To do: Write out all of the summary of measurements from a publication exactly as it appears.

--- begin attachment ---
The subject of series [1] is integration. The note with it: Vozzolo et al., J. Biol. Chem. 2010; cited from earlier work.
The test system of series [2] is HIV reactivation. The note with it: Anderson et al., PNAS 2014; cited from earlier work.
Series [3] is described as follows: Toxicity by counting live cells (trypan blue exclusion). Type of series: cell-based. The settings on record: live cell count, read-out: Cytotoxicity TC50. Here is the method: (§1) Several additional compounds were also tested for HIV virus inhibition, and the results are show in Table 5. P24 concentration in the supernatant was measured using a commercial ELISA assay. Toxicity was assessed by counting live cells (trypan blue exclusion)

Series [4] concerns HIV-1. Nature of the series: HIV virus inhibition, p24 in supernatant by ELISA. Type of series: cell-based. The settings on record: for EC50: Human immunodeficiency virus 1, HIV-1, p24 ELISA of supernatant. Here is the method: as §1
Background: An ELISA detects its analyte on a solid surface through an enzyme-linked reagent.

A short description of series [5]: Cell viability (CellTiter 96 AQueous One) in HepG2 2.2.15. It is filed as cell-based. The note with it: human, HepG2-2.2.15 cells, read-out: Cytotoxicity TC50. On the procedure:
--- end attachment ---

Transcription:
The subject of series [1] is integration. The note with it: Vozzolo et al., J. Biol. Chem. 2010; cited from earlier work.
The test system of series [2] is HIV reactivation. The note with it: Anderson et al., PNAS 2014; cited from earlier work.
Series [3] is described as follows: Toxicity by counting live cells (trypan blue exclusion). Type of series: cell-based. The settings on record: live cell count, read-out: Cytotoxicity TC50. Here is the method: (§1) Several additional compounds were also tested for HIV virus inhibition, and the results are show in Table 5. P24 concentration in the supernatant was measured using a commercial ELISA assay. Toxicity was assessed by counting live cells (trypan blue exclusion)

Series [4] concerns HIV-1. Nature of the series: HIV virus inhibition, p24 in supernatant by ELISA. Type of series: cell-based. The settings on record: for EC50: Human immunodeficiency virus 1, HIV-1, p24 ELISA of supernatant. Here is the method: as §1
Background: An ELISA detects its analyte on a solid surface through an enzyme-linked reagent.

A short description of series [5]: Cell viability (CellTiter 96 AQueous One) in HepG2 2.2.15. It is filed as cell-based. The note with it: human, HepG2-2.2.15 cells, read-out: Cytotoxicity TC50. On the procedure: